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Settlement agreements: A guide for employers

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What is a settlement agreement?

A legally binding confidential agreement between you and your employee.

What is the benefit of entering into a settlement agreement?

From an employer’s viewpoint, a settlement agreement gives them the comfort of knowing that the circumstances leading up to the termination of their employment and the terms being offered remain confidential.

How is a settlement agreement different from a compromise agreement?

Settlement agreements were known as compromise agreements prior to 29th July 2013.

When might an employer use a settlement agreement?

Settlement agreements are used by employers in a wide variety of different situations. For example, when faced with an employee with work performance or misconduct issues. Settlement agreements are also used when employers are faced with having to go through a full redundancy procedure before being able to terminate.

Is there any risk in offering a settlement agreement?

When the employer offers the settlement agreement prematurely in a situation which the employee would consider to be ‘out of the blue’. Settlement agreements will also only guarantee conversations are “protected” in a narrow set of circumstances.

How much should an employer offer to pay an employee under a settlement agreement?

There is no prescribed sum in terms of what an employer ought to offer to pay an employee. How much to offer will depend on the surrounding circumstances of the case leading to your wish to terminate, the terms in the employee’s contract and any potential claims that the employee may have against you.

When should the employee expect to receive the money under a settlement agreement?

Settlement agreements usually provide that any ex gratia settlement amount is to be paid between 14 to 21 days of the agreement itself being signed. However, employers may want to make certain payments through the payroll on the usual payroll date.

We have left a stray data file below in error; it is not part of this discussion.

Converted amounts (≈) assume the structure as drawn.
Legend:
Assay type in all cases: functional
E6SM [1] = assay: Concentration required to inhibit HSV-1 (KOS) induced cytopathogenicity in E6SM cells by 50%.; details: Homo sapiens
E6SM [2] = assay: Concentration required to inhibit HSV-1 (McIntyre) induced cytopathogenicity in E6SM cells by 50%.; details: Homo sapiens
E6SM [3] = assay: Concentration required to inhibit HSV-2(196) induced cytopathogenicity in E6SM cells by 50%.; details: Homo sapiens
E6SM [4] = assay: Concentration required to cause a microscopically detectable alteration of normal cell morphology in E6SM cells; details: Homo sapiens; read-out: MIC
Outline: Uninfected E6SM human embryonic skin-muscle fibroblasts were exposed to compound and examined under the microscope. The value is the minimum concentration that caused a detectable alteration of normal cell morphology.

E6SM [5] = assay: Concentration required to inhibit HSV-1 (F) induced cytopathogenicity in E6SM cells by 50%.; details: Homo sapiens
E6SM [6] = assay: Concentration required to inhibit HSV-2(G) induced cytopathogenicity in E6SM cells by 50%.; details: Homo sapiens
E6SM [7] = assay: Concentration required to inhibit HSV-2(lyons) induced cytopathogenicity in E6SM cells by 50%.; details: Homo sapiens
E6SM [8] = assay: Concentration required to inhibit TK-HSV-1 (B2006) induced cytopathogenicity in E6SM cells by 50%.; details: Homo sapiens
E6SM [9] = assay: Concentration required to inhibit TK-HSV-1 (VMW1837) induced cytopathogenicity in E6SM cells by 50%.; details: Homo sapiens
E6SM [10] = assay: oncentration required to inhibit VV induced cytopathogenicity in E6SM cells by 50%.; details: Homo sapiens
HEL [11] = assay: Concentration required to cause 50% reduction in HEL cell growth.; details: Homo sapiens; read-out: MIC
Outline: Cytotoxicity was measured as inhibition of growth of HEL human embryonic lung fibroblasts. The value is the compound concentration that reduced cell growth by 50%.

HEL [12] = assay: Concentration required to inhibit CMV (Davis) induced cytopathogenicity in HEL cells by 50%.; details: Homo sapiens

How much does it cost to prepare a settlement agreement?

The amount your legal advisor will charge to draft a settlement agreement will depend on the complexity of the issues surrounding the employee and the complexity of the proposed terms of settlement.

Who pays for the legal advice an employee has to take on a settlement agreement?

It is in the employer’s interests for the employee to sign the settlement agreement. For this reason, in the overwhelming majority of cases, the employer agrees to make a contribution of between £250 to £500 plus VAT towards the employee’s legal fees.
However, in certain situations employers take the view of not offering any contribution towards the employee’s legal costs.

What if an employee refuses to sign the settlement agreement?

An employee may elect not to sign a settlement agreement on the advice of their adviser, for example if the terms are too onerous. If an employee refuses to sign the settlement agreement there is a risk they may rely on it and the conversations surrounding it as evidence in bringing a grievance and resigning and claiming constructive dismissal and discrimination and any employment proceedings arising as a result.

Advantages of offering settlement agreements

As identified in the ACAS Guidance, Settlement Agreements can:

  • Provide a swift and dignified end to an employment relationship that is not working;
  • Avoid the time, cost and stress involved for both parties in a tribunal claim; and
  • Provide compensation and often a reference for employees.

Disadvantages of offering settlement agreement

In terms of the disadvantages, the following considerations need to be taken into account:

  • The cost of paying an agreed financial sum to an employee;
  • The potential risk to the ongoing employment relationship with the individual if settlement is not agreed (and potential that they may use the Settlement Agreement and any conversations or documents relating to it in resigning and making a claim in the Employment Tribunal); and
  • The potential risk to employment relations in the wider workforce if used inappropriately or as a substitute for good management practices.

Julian Cox is Partner and Head of Employment Law at Fletcher Day

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